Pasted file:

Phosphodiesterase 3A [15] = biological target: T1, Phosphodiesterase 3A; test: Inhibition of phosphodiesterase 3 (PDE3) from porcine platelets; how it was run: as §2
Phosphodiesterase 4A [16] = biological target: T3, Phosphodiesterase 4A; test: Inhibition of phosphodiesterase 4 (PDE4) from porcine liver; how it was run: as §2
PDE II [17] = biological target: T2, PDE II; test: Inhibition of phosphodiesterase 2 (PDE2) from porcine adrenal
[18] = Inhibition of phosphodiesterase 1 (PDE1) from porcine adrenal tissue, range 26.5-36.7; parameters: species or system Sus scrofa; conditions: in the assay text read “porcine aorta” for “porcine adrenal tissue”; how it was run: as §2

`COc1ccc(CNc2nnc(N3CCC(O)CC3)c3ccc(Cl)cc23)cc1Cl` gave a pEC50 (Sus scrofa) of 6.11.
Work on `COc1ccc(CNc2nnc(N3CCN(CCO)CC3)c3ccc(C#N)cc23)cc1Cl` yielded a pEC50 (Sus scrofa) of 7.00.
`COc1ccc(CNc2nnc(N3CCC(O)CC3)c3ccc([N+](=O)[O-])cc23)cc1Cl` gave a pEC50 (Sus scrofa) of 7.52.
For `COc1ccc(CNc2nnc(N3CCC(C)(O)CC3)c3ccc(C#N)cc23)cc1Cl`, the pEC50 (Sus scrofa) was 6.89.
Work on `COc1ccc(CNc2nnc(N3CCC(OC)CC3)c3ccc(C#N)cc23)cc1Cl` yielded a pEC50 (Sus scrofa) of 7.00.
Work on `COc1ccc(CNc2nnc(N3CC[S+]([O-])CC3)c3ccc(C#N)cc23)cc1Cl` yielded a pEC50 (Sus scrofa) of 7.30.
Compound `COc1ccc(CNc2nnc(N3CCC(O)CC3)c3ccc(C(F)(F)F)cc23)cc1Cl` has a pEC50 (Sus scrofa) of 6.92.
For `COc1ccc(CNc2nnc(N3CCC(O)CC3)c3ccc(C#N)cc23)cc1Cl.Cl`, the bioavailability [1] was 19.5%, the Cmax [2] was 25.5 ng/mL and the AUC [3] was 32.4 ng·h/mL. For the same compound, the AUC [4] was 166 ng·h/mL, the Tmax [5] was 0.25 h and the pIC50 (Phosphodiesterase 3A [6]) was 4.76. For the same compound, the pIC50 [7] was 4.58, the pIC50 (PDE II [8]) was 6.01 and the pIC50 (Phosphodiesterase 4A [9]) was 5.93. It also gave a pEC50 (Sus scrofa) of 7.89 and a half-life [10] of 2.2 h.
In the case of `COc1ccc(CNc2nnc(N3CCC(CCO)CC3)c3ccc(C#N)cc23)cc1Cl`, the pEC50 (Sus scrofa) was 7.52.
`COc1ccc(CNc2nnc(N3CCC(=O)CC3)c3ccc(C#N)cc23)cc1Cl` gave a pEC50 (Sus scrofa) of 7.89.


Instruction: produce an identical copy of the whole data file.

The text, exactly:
Phosphodiesterase 3A [15] = biological target: T1, Phosphodiesterase 3A; test: Inhibition of phosphodiesterase 3 (PDE3) from porcine platelets; how it was run: as §2
Phosphodiesterase 4A [16] = biological target: T3, Phosphodiesterase 4A; test: Inhibition of phosphodiesterase 4 (PDE4) from porcine liver; how it was run: as §2
PDE II [17] = biological target: T2, PDE II; test: Inhibition of phosphodiesterase 2 (PDE2) from porcine adrenal
[18] = Inhibition of phosphodiesterase 1 (PDE1) from porcine adrenal tissue, range 26.5-36.7; parameters: species or system Sus scrofa; conditions: in the assay text read “porcine aorta” for “porcine adrenal tissue”; how it was run: as §2

`COc1ccc(CNc2nnc(N3CCC(O)CC3)c3ccc(Cl)cc23)cc1Cl` gave a pEC50 (Sus scrofa) of 6.11.
Work on `COc1ccc(CNc2nnc(N3CCN(CCO)CC3)c3ccc(C#N)cc23)cc1Cl` yielded a pEC50 (Sus scrofa) of 7.00.
`COc1ccc(CNc2nnc(N3CCC(O)CC3)c3ccc([N+](=O)[O-])cc23)cc1Cl` gave a pEC50 (Sus scrofa) of 7.52.
For `COc1ccc(CNc2nnc(N3CCC(C)(O)CC3)c3ccc(C#N)cc23)cc1Cl`, the pEC50 (Sus scrofa) was 6.89.
Work on `COc1ccc(CNc2nnc(N3CCC(OC)CC3)c3ccc(C#N)cc23)cc1Cl` yielded a pEC50 (Sus scrofa) of 7.00.
Work on `COc1ccc(CNc2nnc(N3CC[S+]([O-])CC3)c3ccc(C#N)cc23)cc1Cl` yielded a pEC50 (Sus scrofa) of 7.30.
Compound `COc1ccc(CNc2nnc(N3CCC(O)CC3)c3ccc(C(F)(F)F)cc23)cc1Cl` has a pEC50 (Sus scrofa) of 6.92.
For `COc1ccc(CNc2nnc(N3CCC(O)CC3)c3ccc(C#N)cc23)cc1Cl.Cl`, the bioavailability [1] was 19.5%, the Cmax [2] was 25.5 ng/mL and the AUC [3] was 32.4 ng·h/mL. For the same compound, the AUC [4] was 166 ng·h/mL, the Tmax [5] was 0.25 h and the pIC50 (Phosphodiesterase 3A [6]) was 4.76. For the same compound, the pIC50 [7] was 4.58, the pIC50 (PDE II [8]) was 6.01 and the pIC50 (Phosphodiesterase 4A [9]) was 5.93. It also gave a pEC50 (Sus scrofa) of 7.89 and a half-life [10] of 2.2 h.
In the case of `COc1ccc(CNc2nnc(N3CCC(CCO)CC3)c3ccc(C#N)cc23)cc1Cl`, the pEC50 (Sus scrofa) was 7.52.
`COc1ccc(CNc2nnc(N3CCC(=O)CC3)c3ccc(C#N)cc23)cc1Cl` gave a pEC50 (Sus scrofa) of 7.89.